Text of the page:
Past Reviews

Regional Reviews: Florida - West Coast

Cock
The Players Theatre
Review by William S. Oser | Season Schedule

Also see Bill's review of West Side Story


Joshua Brin and Chris Hines
Photo by Val Silver
The Players Theatre is presenting Cock, a play by Mike Bartlett in its Backstage at the Players Theatre series. I had read about this play when there was an Off-Broadway production in 2013 and found the premise intriguing. I find it a fascinating play, with multiple layers of themes around the subjects of relationships, sexuality, and making choices. It is the kind of a play that is ripe for deep discussion afterward.

Cock is about two men in a long term relationship. The younger one, John, strays, having a sexual encounter with a woman closer to his own age which becomes more than just a fling and forces a showdown between the male and female over John. The format of the play is five short scenes with John and M, his male lover, in which M learns of the affair. This is followed by five scenes between John and W, the woman, even though the actions of these scenes took place before the actions of the first five scenes.

Then the showdown is depicted in three scenes at a dinner party where M invites W thinking that there will be no contest for John, but just in case, he has invited his father, F. The contest for John is not one sided as both M, with help from F and W, pressure John to decide who he and what he wants. Part of this battle is defined as choosing his sexuality, not a comfortable concept for me because I believe my sexuality was defined at birth, but reasonable in the context of this play. All of the short scenes suggest a boxing match or cockfight, and in fact, the play is staged inside a ring of chicken wire to further this concept.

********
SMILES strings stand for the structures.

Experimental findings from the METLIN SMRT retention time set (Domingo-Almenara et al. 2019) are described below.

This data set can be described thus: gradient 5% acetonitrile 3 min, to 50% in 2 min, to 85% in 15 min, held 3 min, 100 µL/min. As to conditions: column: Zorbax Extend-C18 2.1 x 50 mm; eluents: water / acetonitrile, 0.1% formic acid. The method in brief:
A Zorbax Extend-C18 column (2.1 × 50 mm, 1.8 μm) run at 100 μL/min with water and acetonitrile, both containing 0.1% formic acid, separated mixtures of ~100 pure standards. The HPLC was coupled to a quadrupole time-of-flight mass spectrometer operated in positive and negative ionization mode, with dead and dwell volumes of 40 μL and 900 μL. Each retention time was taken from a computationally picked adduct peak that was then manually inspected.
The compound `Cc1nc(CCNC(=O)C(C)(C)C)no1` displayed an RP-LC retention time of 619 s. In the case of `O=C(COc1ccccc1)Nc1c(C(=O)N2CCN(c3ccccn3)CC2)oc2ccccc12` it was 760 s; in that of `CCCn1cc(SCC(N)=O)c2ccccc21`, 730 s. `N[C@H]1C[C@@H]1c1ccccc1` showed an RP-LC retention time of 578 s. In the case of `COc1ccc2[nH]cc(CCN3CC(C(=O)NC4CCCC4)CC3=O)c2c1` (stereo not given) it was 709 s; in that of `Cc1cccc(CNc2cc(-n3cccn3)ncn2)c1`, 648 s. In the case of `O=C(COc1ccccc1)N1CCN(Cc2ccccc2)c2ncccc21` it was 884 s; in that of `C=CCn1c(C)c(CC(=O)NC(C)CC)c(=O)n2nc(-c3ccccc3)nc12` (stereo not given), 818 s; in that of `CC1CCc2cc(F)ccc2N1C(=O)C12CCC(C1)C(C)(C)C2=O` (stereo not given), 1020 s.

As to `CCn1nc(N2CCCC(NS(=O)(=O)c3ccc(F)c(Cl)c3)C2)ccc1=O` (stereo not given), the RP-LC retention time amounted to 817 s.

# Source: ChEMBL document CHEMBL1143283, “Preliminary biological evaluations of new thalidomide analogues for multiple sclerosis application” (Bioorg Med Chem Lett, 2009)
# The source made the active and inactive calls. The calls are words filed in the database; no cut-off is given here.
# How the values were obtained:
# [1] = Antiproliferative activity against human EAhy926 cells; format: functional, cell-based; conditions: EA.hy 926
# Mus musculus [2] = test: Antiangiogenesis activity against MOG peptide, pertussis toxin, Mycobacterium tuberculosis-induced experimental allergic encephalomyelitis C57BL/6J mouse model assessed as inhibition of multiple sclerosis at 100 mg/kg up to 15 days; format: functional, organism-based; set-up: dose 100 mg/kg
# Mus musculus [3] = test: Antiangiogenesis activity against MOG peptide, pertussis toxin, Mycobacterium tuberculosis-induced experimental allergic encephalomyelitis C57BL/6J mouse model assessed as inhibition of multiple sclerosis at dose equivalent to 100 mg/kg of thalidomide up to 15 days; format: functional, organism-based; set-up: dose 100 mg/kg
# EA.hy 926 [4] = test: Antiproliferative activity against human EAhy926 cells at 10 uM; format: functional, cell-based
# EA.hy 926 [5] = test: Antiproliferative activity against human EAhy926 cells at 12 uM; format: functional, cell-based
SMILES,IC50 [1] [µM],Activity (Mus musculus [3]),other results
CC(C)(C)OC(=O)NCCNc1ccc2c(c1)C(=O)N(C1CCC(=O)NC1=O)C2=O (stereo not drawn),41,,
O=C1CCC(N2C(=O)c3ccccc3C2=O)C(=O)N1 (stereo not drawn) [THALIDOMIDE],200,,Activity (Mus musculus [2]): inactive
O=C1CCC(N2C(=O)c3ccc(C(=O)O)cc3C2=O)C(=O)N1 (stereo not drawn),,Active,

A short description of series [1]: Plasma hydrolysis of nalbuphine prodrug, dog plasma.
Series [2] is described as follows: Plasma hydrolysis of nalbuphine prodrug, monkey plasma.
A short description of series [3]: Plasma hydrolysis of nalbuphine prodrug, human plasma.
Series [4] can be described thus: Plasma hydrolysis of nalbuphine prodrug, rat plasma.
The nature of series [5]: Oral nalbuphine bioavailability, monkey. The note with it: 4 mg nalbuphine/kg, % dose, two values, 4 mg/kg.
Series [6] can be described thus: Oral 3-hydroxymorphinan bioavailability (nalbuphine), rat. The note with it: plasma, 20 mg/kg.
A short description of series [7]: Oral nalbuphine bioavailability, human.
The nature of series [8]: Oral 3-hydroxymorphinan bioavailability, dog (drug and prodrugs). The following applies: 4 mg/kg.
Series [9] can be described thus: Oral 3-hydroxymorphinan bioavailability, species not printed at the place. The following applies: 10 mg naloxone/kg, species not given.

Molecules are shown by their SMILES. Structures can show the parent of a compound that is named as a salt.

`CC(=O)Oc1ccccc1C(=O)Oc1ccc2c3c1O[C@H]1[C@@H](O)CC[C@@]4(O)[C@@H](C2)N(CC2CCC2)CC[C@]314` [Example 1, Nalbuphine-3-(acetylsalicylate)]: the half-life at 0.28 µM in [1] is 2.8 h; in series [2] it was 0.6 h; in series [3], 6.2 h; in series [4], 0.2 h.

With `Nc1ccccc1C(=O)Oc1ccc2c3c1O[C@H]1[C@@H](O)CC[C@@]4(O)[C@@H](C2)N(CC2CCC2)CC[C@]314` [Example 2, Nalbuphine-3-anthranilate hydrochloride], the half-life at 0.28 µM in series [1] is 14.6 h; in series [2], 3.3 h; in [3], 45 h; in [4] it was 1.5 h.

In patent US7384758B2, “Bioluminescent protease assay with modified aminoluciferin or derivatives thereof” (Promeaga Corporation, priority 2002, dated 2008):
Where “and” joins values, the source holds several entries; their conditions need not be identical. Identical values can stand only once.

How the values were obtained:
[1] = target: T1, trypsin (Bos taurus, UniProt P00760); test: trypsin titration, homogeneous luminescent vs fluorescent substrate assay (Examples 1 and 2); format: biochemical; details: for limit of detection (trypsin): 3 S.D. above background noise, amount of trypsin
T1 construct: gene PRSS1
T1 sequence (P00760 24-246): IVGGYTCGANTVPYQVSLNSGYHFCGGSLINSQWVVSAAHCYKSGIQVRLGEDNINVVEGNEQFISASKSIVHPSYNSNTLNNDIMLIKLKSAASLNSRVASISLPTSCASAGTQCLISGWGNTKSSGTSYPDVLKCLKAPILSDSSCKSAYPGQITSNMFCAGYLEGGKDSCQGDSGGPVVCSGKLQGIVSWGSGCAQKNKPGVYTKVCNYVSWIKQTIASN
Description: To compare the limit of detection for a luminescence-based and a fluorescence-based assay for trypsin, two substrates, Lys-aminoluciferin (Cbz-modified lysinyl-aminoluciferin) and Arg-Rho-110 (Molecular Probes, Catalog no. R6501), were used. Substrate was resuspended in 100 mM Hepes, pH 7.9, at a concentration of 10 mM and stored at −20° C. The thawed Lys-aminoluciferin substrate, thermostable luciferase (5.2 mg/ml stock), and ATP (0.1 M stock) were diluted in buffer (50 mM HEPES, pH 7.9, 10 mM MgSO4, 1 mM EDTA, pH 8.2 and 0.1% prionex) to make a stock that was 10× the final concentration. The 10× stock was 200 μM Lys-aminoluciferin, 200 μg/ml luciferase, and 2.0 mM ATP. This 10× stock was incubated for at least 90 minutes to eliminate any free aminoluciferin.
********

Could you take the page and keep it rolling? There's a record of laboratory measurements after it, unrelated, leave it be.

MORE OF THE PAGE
Michael Newton-Brown directs his cast well, capturing the important emotional forces that are at the heart of the play. Joshua Brin as John is a bit of cypher at first, completely appropriate because the character really is two different people with M and F, never strongly defined by his own choices. Chris Hines as M has the stronger power position in his relationship with John, he is more financially successful and much more self-assured. He also physically inhabits the role well. Casey Kelley is an almost perfect W, feminine but not glamorous, a woman who might appeal to a man who has previously identified as gay. Neil Kasanofsky brings warmth and fatherly concern to F. All of the acting is good community theater level, but I can also imagine the play with more incisive, explosive acting.

The sets and costumes are not credited in the program, but both are assets to this production.

Anyone looking for a provocative evening is urged to check out Cock Backstage at the Players.

Cock through November 22, 2015, at The Players Theatre, 838 N. Tamiami Trail, Sarasota, FL. Box Office (941) 365-2494. For more information visit www.theplayers.org.

Cast: John: Joshua Brin, M: Chris Hines, F: Neil Kasanofsky, W: Casey Kelley

Directed by Michael Newton-Brown

Crew: Stage Manager: Sara Logan
Lights/Sound: Seth Berry
Technical Director: Ken Junkins
Asst. Tech Director: Alyssa Goudy

--William S. Oser


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